FIG. 4 is a tabular representation of the information that may be stored in the rendition list 310. The rendition list 310 may be represented as a table 401 in which each row is associated with one rendition. In one embodiment, the columns in the table include a rendition ID column 410, a file names column 412, a rule's column 414, and a description column 416. What follows is a brief description of the purpose of each of those columns:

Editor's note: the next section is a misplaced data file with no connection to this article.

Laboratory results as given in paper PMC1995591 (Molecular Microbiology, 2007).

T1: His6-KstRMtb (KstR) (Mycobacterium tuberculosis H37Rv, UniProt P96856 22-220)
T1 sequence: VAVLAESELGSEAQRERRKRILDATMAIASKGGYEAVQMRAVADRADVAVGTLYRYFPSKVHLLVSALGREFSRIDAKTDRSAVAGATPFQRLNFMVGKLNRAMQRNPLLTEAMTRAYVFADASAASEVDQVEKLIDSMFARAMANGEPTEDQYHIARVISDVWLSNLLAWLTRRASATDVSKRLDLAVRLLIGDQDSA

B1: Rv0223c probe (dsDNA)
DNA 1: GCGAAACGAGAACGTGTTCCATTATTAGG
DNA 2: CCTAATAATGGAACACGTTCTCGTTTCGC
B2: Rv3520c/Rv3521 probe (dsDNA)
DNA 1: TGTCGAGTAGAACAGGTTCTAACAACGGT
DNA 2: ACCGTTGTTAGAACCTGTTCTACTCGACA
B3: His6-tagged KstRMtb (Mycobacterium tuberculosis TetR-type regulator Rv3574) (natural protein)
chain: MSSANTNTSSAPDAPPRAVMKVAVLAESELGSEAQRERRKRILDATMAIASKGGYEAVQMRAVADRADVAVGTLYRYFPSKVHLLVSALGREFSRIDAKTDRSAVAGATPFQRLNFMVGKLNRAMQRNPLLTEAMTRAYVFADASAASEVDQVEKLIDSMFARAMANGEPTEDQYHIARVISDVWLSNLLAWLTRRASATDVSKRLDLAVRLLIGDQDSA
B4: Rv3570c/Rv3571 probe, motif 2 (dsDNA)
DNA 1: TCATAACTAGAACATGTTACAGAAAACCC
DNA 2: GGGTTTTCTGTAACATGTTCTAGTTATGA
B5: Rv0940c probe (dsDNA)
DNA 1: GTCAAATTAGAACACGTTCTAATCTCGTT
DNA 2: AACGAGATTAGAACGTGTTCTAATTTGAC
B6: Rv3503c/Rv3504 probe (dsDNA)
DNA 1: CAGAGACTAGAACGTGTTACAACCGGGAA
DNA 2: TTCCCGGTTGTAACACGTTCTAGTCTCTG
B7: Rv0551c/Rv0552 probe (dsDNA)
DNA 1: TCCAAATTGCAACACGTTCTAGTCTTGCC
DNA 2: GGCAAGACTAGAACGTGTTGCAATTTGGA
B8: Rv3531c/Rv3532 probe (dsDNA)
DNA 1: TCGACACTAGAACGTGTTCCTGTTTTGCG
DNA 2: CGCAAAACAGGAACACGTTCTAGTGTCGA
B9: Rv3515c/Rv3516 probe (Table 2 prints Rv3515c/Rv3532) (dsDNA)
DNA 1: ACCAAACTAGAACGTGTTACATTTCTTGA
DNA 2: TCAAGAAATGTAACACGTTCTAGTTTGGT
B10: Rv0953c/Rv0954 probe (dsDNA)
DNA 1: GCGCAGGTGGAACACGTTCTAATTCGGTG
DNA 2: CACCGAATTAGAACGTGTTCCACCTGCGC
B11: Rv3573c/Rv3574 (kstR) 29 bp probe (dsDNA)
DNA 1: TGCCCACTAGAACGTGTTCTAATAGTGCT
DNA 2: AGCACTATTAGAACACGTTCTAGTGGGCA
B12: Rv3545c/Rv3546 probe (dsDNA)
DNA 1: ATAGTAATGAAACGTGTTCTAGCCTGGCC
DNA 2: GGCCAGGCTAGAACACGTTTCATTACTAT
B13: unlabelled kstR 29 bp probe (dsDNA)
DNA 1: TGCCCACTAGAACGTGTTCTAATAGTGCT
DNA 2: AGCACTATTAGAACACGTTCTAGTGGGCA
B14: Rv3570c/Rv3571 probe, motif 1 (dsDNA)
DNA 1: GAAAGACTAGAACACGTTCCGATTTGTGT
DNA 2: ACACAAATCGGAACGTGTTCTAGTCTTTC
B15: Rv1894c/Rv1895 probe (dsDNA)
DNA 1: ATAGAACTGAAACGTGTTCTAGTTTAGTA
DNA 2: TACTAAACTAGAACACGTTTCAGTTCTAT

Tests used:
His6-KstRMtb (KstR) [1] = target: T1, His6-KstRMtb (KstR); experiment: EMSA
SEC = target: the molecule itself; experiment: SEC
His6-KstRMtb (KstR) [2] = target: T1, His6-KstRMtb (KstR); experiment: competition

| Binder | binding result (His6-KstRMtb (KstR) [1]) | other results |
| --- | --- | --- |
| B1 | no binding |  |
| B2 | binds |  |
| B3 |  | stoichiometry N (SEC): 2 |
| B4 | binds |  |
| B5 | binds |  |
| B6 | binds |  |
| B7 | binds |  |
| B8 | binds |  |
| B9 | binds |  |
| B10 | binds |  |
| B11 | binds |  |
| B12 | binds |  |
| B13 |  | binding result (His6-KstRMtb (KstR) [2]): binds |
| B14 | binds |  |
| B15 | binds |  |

Column name Column description Rendition ID A textual identifier, unique among the renditions in a document but not necessarily unique across documents. Used by the APIs that create, delete, and modify renditions, to specify which rendition to operate on. An application could link to a particular Rendition ID and manipulate the several components of the rendition as an entity. File Names The list of files, streams, and/or storages (which implies everything under the storage) used in the rendition. The same stream or file name can occur in the “File Names” column of more than one row (rendition), allowing resources to be shared among renditions. The names are stored as essentially a “path” in the compound file to the subject resource. Rules Used by APIs which automatically select a rendition to display based on characteristics of the device on which the document is being viewed or other criteria. In a simple implementation, the rules column may include a MIME-type for the first file identified in the file names column. Description A human-readable description of the rendition, e.g., “Fixed-format rendition for 8-1/2 × 11 paper”. Intended to be displayed to the end-user to describe what renditions a compound file contains, or to select a rendition to display. The description may be stored in any language, such as the local language of the user.